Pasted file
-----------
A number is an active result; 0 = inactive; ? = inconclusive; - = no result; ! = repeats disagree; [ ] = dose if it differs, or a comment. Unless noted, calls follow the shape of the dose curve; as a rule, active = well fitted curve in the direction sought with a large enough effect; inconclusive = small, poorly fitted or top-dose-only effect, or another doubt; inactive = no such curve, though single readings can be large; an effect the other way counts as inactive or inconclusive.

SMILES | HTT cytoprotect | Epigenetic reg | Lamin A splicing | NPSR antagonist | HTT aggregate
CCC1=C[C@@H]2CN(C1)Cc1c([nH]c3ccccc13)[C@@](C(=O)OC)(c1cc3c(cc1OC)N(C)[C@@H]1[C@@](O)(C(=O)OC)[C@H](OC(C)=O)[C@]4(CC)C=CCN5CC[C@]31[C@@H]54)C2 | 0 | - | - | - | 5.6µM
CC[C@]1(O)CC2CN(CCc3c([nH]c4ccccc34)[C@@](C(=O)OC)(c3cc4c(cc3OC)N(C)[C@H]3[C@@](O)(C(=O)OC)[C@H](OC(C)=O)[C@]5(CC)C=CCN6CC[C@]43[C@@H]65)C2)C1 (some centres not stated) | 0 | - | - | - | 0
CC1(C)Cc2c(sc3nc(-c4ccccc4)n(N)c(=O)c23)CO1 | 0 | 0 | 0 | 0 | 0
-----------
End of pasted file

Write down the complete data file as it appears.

A number is an active result; 0 = inactive; ? = inconclusive; - = no result; ! = repeats disagree; [ ] = dose if it differs, or a comment. Unless noted, calls follow the shape of the dose curve; as a rule, active = well fitted curve in the direction sought with a large enough effect; inconclusive = small, poorly fitted or top-dose-only effect, or another doubt; inactive = no such curve, though single readings can be large; an effect the other way counts as inactive or inconclusive.

SMILES | HTT cytoprotect | Epigenetic reg | Lamin A splicing | NPSR antagonist | HTT aggregate
CCC1=C[C@@H]2CN(C1)Cc1c([nH]c3ccccc13)[C@@](C(=O)OC)(c1cc3c(cc1OC)N(C)[C@@H]1[C@@](O)(C(=O)OC)[C@H](OC(C)=O)[C@]4(CC)C=CCN5CC[C@]31[C@@H]54)C2 | 0 | - | - | - | 5.6µM
CC[C@]1(O)CC2CN(CCc3c([nH]c4ccccc34)[C@@](C(=O)OC)(c3cc4c(cc3OC)N(C)[C@H]3[C@@](O)(C(=O)OC)[C@H](OC(C)=O)[C@]5(CC)C=CCN6CC[C@]43[C@@H]65)C2)C1 (some centres not stated) | 0 | - | - | - | 0
CC1(C)Cc2c(sc3nc(-c4ccccc4)n(N)c(=O)c23)CO1 | 0 | 0 | 0 | 0 | 0